Historical economic growth trends

An analysis of historical growth supports the possibility of radical increases in growth rate. Naive extrapolation of long-term trends would suggest massive increases in growth rate over the coming century, although growth over the last half-century has lagged very significantly behind these long-term trends.


Bradford DeLong has published estimates for historical world GDP, piecing together data on recent GDP, historical population estimates, and crude estimates for historical per capita GDP. We have not analyzed these estimates in depth, but they appear to be plausible. (Robin Hanson has expressed complaints with the population estimates from before 10,000 BC, but our overall conclusions do not seem to be sensitive to these estimates.)

The raw data produced by DeLong, together with log-scale graphs of that data, are available here (augmented with one data point for 2013 found in the CIA world factbook, population data from the US census bureau via Wikipedia, and the website usinflationcalculator). Note that brief periods of negative growth have not been indicated, and that we have used what DeLong refers to as “ex-nordhaus” data, neglecting quality-of-life adjustments arising from improvements in the diversity of goods.

Figure 1: The relationship of GWP and doubling time, historically. Note that the x-axis is log(GWP), not time—date lines mark GWP at those dates.

The data suggest that (proportional) rates of economic and population growth increase roughly linearly with the size of the world economy and population. Certainly, a constant rate of growth is a poor model for the data, as growth rates range over 5 orders of magnitude; rather, the data appear to be consistent with substantially superlinear returns to scale, such that doubling the size of the world multiplies the absolute rate of growth by 21.5 – 21.75 (as opposed to 2, which would be expected by exponential growth).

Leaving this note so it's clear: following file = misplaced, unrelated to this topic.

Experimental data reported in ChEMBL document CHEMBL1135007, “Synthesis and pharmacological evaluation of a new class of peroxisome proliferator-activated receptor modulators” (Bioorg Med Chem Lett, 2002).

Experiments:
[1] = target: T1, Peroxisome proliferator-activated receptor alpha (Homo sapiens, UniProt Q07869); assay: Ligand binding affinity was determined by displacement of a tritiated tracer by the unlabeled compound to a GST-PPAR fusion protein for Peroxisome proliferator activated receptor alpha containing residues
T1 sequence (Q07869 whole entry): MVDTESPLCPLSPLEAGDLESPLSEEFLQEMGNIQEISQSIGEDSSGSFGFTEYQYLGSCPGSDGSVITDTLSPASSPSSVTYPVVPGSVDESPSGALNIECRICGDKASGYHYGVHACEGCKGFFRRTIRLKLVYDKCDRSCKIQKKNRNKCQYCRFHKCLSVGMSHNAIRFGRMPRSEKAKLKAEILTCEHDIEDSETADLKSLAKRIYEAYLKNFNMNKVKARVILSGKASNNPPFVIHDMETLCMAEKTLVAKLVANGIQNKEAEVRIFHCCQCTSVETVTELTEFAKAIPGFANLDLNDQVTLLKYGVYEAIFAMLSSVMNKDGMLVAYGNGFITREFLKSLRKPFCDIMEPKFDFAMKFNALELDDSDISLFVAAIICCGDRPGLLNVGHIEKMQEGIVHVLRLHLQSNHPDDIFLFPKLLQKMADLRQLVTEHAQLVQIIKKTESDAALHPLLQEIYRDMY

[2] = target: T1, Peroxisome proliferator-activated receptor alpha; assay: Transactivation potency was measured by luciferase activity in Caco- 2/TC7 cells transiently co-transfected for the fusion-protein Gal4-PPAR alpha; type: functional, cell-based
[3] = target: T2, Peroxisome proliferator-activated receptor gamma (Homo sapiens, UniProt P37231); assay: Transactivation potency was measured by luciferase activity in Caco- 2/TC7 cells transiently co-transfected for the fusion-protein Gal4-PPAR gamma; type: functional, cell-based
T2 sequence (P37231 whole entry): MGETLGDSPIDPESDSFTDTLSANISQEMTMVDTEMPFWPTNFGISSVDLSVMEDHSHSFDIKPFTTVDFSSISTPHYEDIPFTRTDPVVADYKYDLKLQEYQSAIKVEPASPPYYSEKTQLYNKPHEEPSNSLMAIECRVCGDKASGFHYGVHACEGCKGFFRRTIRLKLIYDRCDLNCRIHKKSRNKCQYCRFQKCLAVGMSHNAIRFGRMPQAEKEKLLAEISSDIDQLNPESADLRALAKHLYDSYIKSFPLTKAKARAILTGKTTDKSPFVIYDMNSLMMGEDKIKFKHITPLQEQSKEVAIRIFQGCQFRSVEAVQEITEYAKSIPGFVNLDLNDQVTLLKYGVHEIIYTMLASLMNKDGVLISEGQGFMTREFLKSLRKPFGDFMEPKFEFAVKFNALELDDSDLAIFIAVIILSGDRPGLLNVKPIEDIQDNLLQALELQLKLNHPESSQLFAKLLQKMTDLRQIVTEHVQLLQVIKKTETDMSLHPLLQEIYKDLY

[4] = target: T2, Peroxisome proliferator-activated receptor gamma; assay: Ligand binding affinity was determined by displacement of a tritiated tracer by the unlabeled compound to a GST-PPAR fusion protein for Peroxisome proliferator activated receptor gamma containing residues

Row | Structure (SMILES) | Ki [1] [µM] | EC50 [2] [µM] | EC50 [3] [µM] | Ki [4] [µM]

Extrapolating this model implies that at a time when the economy is growing 1% per year, growth will diverge to infinity after about 200 years. This outcome of course seems impossible, but this does suggest that the historical record is consistent with relatively large changes in growth rate, and in fact rates of economic growth experienced today are radically larger (even proportionally) than those experienced prior to the industrial revolution.

From around 0 to 500 CE, the predicted divergence occurs between 1700 and 2000, from 500 to 1000 CE it occurs around 2100, and from 1300 to 1950 it occurred in the later part of the 20th century.

In fact growth has fallen substantially behind this trend over the course of the 20th century; growth has continued but the acceleration of growth has slowed substantially (indeed reversing itself over the last 50 years). Moreover, it is unclear to us whether historically increasing returns to scale reflect returns to economic scale, or population scale, and if the latter then a profound slowdown seems likely–population growth rates seem to robustly fall at very high levels of development, and at any rate doubling times much shorter than 10-20 years would require radical changes in fertility patterns.1 That said, any such biologically contingent dynamics might be modified in a world where machine intelligence can substitute for human labor. Our impression is that this slowdown has been the subject of extensive inquiry by economists, but we have not reviewed this literature.


Overall, it seems unclear how much weight one should place on historical trends in predicting the future, and it seems unclear whether we should focus on very long-term trends of accelerating growth or short-term trends of stagnant growth (at least as measured by GDP). However, at a minimum it seems that extrapolation from history is consistent with extreme increases in the growth rate.

  1. “Most developed countries have completed the demographic transition and have low birth rates; most developing countries are in the process of this transition.[2][3] The major (relative) exceptions are some poor countries, mainly in sub-Saharan Africa and some Middle Eastern countries, which are poor or affected by government policy or civil strife, notably, Pakistan, Palestinian territoriesYemen, and Afghanistan.” – Demographic Transition, Wikipedia, 6 March 2019, https://en.wikipedia.org/wiki/Demographic_transition

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